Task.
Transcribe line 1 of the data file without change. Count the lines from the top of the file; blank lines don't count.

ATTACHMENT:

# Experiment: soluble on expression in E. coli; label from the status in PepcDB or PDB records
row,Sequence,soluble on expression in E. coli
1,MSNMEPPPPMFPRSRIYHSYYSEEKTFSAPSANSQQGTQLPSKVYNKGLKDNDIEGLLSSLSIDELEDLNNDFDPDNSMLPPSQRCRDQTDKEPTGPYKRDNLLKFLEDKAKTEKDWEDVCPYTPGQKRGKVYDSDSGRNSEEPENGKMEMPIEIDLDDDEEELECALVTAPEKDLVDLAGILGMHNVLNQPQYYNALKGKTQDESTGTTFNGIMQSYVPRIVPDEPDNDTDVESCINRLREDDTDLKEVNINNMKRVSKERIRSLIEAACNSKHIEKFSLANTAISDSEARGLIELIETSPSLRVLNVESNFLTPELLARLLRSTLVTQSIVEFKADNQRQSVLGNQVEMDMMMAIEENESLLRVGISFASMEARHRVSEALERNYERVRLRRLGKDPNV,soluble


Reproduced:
# Experiment: soluble on expression in E. coli; label from the status in PepcDB or PDB records